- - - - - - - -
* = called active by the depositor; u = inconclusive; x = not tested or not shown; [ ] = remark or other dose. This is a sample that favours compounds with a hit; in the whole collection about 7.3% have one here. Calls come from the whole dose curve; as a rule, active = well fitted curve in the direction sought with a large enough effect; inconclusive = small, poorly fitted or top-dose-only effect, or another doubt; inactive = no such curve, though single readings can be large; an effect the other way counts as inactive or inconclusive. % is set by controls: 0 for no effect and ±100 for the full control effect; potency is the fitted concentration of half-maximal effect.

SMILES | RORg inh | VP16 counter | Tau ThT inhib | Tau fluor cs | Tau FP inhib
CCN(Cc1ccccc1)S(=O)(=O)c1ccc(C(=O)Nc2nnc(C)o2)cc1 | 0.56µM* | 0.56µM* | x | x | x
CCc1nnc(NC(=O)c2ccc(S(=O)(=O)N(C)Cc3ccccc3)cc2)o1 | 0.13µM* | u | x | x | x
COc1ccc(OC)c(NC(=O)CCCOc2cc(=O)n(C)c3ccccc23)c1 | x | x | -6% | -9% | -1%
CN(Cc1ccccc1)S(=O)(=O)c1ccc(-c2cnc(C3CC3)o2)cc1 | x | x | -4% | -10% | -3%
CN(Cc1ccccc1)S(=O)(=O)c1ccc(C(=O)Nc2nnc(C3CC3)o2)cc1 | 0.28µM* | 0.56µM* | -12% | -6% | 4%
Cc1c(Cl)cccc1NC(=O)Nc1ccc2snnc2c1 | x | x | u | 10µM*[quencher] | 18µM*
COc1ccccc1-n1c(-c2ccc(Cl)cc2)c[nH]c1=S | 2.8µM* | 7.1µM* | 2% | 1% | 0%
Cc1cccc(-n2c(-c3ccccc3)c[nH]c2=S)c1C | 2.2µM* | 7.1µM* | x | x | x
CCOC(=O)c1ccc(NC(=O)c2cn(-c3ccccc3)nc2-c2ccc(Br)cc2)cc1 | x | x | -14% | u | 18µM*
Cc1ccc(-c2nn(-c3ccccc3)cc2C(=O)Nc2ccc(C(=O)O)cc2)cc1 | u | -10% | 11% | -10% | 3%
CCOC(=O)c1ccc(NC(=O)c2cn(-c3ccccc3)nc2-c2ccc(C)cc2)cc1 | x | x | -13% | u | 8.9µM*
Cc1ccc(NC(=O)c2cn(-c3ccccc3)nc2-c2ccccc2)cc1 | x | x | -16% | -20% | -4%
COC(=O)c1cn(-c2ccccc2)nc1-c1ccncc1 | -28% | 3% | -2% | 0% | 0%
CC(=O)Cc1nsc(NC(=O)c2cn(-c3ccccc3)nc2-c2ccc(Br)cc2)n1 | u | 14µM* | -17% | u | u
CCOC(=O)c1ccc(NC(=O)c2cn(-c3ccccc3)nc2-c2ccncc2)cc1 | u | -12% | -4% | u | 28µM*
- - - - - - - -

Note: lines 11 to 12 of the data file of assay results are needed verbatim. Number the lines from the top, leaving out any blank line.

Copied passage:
CCOC(=O)c1ccc(NC(=O)c2cn(-c3ccccc3)nc2-c2ccc(Br)cc2)cc1 | x | x | -14% | u | 18µM*
Cc1ccc(-c2nn(-c3ccccc3)cc2C(=O)Nc2ccc(C(=O)O)cc2)cc1 | u | -10% | 11% | -10% | 3%